In November last year searing temperatures and high winds caused havoc in Zululand. Jeffrey reports that in compartments that had not been mulched, the young plants were sand-blasted into oblivion. In the mulched compartments the seedlings survived as the soil was protected by the mulch layer.

Sappi’s General Manager, Forestry for KZN, Leander Jarvel, said mulching was an appropriate solution for the Zululand coastal area as it would protect the nutrient-poor soils, helping to sustain long term productivity. He said removing the big stumps would also pave the way for more effective mechanization.

Leander explained that mulching is part of Sappi’s broader fire prevention strategy. Sappi has also introduced a wider espacement between rows (3,4 m x 1.9 m) which provides better access to compartments. This gives silviculture teams the option of mulching, harrowing or mowing under the canopy to reduce fuel loads and keep compartments weed free.
It also provides better access for fire fighting vehicles.

Summary of mulching benefits:
• Improves long-term soil health. You don’t have to burn slash after harvesting, so the soil does not get scorched.
• Improved survival and early growth of seedlings. The mulch layer protects the soil, retains moisture and nutrients. This translates into significant productivity gains.
• Mulched material breaks down quicker and releases nutrients into the soil.
• Reduces soil compaction – the mulch layer provides a buffer between the tyres/tracks of heavy vehicles and the soil beneath.
• You can use any harvesting/extraction system after mulching because you don’t have to worry about stumps and access.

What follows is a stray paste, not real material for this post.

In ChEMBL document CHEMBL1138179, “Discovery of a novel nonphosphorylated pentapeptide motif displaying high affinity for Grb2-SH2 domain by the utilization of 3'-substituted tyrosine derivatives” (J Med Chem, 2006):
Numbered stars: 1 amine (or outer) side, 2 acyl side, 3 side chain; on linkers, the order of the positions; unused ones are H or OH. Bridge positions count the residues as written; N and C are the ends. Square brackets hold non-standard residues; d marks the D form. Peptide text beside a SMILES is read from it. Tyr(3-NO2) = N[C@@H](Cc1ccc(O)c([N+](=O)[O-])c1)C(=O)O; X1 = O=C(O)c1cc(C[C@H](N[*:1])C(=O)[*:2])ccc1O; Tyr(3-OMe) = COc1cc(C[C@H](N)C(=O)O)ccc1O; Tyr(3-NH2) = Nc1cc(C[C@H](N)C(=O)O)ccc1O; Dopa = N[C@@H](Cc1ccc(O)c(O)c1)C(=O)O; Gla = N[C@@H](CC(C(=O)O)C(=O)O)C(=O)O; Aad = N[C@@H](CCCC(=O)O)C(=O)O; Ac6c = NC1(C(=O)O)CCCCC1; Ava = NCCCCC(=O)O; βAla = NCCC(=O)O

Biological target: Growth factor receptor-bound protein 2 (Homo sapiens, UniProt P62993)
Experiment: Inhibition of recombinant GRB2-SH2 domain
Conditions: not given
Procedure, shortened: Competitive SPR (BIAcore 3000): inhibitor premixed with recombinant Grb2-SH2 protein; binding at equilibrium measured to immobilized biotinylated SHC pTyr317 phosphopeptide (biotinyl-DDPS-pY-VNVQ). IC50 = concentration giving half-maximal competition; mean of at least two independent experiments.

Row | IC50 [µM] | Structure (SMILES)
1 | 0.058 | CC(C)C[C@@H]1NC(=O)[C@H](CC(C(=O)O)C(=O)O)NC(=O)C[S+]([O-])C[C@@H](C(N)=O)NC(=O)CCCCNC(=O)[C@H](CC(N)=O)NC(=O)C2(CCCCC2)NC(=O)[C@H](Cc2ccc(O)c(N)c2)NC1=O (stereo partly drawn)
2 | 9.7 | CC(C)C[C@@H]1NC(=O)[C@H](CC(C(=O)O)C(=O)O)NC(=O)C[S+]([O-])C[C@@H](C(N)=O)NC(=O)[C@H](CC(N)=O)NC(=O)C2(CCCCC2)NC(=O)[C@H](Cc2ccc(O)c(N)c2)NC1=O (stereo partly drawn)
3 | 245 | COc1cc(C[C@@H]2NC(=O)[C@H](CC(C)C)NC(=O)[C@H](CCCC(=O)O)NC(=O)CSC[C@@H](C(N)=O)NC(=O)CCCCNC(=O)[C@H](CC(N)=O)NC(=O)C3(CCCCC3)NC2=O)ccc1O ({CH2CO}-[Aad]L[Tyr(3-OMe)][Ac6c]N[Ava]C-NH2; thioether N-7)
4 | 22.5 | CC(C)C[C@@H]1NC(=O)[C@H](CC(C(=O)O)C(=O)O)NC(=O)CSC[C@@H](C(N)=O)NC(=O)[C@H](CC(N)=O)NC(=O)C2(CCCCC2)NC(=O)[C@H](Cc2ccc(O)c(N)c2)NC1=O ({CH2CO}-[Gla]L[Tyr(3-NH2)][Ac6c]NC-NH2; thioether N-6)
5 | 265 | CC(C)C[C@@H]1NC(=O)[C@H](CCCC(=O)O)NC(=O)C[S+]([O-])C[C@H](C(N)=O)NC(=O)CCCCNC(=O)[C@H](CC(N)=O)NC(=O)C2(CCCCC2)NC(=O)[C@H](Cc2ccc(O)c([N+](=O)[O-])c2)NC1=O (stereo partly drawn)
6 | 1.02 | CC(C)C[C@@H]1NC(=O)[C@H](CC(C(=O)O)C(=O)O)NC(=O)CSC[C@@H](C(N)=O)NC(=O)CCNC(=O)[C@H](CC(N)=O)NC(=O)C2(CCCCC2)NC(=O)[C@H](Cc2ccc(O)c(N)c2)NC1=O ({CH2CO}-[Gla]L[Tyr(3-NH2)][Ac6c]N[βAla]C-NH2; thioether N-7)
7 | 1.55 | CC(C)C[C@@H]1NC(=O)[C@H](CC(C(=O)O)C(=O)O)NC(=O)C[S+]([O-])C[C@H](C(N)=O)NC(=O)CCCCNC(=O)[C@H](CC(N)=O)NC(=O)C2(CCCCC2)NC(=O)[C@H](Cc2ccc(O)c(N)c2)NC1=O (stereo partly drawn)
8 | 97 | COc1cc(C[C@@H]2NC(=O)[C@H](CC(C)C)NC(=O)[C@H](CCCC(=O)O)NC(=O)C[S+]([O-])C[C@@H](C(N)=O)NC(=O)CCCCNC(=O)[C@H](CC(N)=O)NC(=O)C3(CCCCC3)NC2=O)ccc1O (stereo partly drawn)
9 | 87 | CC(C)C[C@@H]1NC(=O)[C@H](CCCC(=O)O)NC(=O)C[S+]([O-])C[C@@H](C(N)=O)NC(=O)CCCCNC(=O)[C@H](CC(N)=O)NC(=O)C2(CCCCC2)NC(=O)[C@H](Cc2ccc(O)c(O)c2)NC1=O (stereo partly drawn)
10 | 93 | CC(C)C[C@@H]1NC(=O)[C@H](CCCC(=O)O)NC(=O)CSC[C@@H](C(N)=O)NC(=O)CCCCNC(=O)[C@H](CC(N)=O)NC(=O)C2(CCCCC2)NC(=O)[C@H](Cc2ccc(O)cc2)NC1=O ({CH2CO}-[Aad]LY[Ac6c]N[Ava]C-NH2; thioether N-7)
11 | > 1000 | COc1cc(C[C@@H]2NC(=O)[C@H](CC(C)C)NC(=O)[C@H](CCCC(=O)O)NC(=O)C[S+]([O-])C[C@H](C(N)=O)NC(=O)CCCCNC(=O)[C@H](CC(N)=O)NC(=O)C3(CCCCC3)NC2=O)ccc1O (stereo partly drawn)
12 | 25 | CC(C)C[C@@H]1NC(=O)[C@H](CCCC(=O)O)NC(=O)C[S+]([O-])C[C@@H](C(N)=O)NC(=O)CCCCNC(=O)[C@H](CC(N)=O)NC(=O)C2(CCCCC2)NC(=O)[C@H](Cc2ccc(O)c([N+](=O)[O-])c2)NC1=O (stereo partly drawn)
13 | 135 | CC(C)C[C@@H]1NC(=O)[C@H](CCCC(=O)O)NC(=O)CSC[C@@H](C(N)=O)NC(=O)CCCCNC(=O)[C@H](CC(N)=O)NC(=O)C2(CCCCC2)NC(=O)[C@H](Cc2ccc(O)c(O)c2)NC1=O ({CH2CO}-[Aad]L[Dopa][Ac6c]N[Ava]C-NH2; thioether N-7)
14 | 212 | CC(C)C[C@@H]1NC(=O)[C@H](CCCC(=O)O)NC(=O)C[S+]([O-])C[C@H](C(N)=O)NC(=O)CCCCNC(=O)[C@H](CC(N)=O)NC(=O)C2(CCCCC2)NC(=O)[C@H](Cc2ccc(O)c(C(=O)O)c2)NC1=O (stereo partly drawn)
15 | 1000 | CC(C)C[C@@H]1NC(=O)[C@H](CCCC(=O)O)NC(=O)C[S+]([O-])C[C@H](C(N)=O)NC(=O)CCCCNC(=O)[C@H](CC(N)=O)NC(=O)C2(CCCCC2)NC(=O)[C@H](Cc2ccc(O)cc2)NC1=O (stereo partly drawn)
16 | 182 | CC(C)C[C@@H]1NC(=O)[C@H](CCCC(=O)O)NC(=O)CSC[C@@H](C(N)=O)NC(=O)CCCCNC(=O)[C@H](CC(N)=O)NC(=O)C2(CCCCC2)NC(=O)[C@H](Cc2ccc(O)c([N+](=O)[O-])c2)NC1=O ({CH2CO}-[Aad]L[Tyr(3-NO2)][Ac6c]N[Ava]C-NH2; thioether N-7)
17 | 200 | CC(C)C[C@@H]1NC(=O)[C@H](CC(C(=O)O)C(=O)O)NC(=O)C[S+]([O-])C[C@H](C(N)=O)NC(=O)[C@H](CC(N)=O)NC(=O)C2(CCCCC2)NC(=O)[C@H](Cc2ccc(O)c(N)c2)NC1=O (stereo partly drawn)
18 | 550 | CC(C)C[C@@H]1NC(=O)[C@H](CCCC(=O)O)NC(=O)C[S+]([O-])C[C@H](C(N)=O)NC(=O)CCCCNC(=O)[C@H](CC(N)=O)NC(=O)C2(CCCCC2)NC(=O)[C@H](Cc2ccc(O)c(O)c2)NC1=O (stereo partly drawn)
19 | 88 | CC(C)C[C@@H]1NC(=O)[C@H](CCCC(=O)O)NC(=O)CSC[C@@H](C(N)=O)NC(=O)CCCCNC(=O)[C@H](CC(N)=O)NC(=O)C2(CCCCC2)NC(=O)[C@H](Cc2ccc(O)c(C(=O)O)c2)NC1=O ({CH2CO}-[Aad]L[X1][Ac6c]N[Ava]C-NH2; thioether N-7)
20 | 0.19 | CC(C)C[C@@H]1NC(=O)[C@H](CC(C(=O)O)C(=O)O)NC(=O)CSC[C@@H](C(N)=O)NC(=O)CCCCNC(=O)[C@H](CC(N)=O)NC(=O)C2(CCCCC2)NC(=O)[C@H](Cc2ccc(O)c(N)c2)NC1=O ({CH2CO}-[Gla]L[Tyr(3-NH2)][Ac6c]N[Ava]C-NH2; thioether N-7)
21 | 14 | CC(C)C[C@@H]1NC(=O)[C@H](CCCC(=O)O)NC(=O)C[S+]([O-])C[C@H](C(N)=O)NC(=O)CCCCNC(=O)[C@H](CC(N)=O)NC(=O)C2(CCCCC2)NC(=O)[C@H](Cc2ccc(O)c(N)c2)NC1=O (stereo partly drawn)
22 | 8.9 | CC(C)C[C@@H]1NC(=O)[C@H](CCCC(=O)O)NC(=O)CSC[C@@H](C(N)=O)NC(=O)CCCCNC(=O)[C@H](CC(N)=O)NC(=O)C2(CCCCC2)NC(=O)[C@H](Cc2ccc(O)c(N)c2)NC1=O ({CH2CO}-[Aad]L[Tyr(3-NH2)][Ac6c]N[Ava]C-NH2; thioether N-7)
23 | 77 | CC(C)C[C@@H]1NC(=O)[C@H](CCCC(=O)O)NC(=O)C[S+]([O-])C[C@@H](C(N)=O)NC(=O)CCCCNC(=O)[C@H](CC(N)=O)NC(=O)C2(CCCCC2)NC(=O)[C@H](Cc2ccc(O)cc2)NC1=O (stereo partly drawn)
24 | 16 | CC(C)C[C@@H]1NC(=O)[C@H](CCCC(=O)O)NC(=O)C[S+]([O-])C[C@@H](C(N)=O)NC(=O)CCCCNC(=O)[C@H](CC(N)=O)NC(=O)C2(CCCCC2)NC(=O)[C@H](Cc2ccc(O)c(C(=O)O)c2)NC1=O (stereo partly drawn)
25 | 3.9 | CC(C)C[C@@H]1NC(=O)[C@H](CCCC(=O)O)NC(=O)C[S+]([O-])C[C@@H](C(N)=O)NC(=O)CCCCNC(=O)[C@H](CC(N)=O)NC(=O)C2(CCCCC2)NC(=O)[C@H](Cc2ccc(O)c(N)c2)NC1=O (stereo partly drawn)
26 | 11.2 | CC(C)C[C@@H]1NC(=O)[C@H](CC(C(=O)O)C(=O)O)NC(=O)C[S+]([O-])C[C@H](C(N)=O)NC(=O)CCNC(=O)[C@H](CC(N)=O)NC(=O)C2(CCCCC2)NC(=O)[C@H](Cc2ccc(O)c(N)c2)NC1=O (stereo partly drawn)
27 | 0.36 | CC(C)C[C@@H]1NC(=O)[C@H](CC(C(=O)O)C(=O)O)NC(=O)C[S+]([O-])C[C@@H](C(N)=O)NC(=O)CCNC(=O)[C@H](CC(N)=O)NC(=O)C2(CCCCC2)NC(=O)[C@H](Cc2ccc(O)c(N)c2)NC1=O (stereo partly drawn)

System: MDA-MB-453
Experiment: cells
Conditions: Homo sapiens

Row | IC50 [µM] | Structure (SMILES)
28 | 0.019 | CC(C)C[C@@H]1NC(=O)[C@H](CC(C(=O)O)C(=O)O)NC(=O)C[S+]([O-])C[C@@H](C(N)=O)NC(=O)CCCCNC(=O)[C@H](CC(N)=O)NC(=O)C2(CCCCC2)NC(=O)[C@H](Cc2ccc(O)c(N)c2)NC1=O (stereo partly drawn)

• It extends the planting season because the mulch protects and nurtures the soil. In Sappi Zululand’s case, it extends the planting season by at least three months, and in wet years you can mulch and plant all year round.
• Reduces TUP areas, because you can mulch immediately after clearfelling, and prepare the soil and plant immediately after mulching.
• No stumps for bees to occupy, which means fewer honey hunters and a reduced fire risk.
• Reduced fire risk due to absence of post-harvest slash. Absence of stumps gives fire fighting vehicles and fuel reduction equipment better access to compartments.
• Absence of old stumps gives foresters more options for choosing pitting and planting methods, as well as weeding and fuel reduction operations.

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Jeffrey Le Roux is happy with the growth in this mulched compartment, which was planted nine months ago.

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The Bucket Mouth LSG 900 mulcher from Australia. Here it is being pulled by a dozer, but Sappi plans to use a skidder in future as it is better suited to the task.

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The Cat mulcher on trial at Sappi Zululand.

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The Ahwi RT 400 at work on Sappi’s Zululand plantations.

*First published in SA Forestry magazine, June 2016